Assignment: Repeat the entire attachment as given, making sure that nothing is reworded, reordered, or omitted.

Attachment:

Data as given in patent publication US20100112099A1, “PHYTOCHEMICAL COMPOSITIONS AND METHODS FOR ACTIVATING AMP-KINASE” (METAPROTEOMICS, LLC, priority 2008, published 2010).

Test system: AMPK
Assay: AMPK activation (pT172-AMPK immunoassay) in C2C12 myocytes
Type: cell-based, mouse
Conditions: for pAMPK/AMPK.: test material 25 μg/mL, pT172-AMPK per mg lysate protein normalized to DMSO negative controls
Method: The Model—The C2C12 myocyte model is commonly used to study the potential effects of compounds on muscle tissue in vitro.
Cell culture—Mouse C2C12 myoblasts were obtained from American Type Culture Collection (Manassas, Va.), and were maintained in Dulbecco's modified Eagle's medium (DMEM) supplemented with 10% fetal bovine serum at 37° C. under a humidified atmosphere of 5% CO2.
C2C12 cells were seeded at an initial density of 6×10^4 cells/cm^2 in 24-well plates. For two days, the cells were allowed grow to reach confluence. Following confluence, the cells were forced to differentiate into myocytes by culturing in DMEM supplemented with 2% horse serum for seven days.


Data as given in patent publication US20100112099A1, “PHYTOCHEMICAL COMPOSITIONS AND METHODS FOR ACTIVATING AMP-KINASE” (METAPROTEOMICS, LLC, priority 2008, published 2010).

Test system: AMPK
Assay: AMPK activation (pT172-AMPK immunoassay) in C2C12 myocytes
Type: cell-based, mouse
Conditions: for pAMPK/AMPK.: test material 25 μg/mL, pT172-AMPK per mg lysate protein normalized to DMSO negative controls
Method: The Model—The C2C12 myocyte model is commonly used to study the potential effects of compounds on muscle tissue in vitro.
Cell culture—Mouse C2C12 myoblasts were obtained from American Type Culture Collection (Manassas, Va.), and were maintained in Dulbecco's modified Eagle's medium (DMEM) supplemented with 10% fetal bovine serum at 37° C. under a humidified atmosphere of 5% CO2.
C2C12 cells were seeded at an initial density of 6×10^4 cells/cm^2 in 24-well plates. For two days, the cells were allowed grow to reach confluence. Following confluence, the cells were forced to differentiate into myocytes by culturing in DMEM supplemented with 2% horse serum for seven days.